In light of the soul-searching the nation and University have conducted in its investigation of Woodrow Wilson’s racist legacy, every statue and building name on campus deserves the same examination. It is a privilege to have a building named for you on the hallowed campus of Princeton. Not everyone — not even Woodrow Wilson himself — automatically qualifies. Not by dint of power, political or financial. 

As an architect with institutional clients that are dependent on bequests for capital building campaigns, the question of donor naming ethics has repeatedly arisen in our practice. While some gifts are given in the name of saintly community leaders, institutions often have us add multiple design features to entice an additional naming contribution.

Immortalization is the operative concept in the previous sentence. Civic buildings use sturdy materials to ensure they last more than 100 years. Why do donors expect their significant, timely contribution to last beyond the life of the building’s intended purpose? With each remodel, renovation, or expansion, the original gift effectively recedes back into history.

Donors have a right to be recognized for their outstanding gifts, but for how long? To stipulate that a condition for a gift is that its building bear a family name in perpetuity ignores the nature of posterity. Life changes, institutions change, and so must their recognition of generosity. It also ties Princeton’s hands behind its backs when it pursues avenues of expansion, as it does from time to time.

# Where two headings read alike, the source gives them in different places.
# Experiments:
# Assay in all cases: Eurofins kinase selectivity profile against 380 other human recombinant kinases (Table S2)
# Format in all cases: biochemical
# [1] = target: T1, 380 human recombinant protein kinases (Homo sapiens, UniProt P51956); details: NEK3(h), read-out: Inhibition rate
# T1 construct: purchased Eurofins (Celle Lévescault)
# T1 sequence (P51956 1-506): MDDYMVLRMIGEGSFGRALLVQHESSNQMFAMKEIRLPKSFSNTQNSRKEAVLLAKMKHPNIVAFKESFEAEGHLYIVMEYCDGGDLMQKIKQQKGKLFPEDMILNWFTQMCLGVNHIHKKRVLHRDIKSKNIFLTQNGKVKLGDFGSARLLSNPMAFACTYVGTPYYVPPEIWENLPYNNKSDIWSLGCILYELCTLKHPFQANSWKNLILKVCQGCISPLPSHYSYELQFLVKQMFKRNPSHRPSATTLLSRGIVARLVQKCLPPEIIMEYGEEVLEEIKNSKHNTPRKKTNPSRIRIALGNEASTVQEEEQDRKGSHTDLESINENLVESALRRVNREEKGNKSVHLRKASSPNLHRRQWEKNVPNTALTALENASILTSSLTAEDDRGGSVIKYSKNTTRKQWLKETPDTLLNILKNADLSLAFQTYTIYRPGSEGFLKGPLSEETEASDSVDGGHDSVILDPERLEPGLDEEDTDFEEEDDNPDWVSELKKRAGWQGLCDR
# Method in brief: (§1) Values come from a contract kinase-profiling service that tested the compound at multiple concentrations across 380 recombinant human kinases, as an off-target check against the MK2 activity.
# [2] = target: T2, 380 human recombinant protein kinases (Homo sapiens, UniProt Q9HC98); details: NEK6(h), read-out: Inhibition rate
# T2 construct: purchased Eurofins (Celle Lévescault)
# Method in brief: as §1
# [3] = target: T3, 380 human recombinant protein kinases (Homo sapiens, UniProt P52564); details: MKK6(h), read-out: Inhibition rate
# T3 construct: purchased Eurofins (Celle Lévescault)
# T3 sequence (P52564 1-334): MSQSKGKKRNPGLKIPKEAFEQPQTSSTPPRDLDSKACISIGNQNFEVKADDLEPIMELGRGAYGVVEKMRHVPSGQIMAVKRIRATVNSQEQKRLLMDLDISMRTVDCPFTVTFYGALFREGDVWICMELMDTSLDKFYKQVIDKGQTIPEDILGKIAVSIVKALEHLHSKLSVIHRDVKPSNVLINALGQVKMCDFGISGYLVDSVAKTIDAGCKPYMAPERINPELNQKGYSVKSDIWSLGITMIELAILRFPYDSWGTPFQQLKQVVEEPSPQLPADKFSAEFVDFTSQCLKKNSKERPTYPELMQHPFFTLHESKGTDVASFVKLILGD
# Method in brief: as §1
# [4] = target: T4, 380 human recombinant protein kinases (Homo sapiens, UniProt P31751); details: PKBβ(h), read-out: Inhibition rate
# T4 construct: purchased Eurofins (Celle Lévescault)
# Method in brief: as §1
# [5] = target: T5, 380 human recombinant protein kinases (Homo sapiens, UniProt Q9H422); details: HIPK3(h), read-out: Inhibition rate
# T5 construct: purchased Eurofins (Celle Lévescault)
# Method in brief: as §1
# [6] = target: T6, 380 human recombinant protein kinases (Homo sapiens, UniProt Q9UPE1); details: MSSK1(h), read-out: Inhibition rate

Certain criteria should determine whether or not a donor’s or luminary’s name deserves a place on every Princeton map — and they don’t solely include money given. One is demonstrated character (or alleged criminality, like the Sacklers’ opioid buildings at Harvard) and the other is demonstration over their lifetime of exemplifying Princeton’s values. If a Nobel winner is deemed unworthy of a name on campus, surely cosmetics magnates and Internet commerce tycoons with questionable scruples should be similarly vetted before the University lends its endorsement to the donors’ life’s work.

Why not name campus buildings for valedictorians, USG officers, Theatre Intime founders? Their most likely transgressions are binge drinking on The Street. If they go on to disgrace the University after graduation, a stable of worthy candidates stand poised to land their name on a building on the map.

All that said, maps benefit from stability and predictability the way buildings benefit from stolidity. All the more reason to examine with a fine tooth comb the potential building namesakes before they receive this enormous stamp of approval of their family’s and life’s legacy on Princeton’s glorious campus.

When a donor bequeathed a generous gift, they should not expect a naming plaque in return — they should expect the same sort of scrutiny that all applicants receive when trying to get into the freshman class of Princeton University. It is the ultimate privilege and honor, and we have the chance to rewrite history from the ground up, including our whole community, based on character and ethics.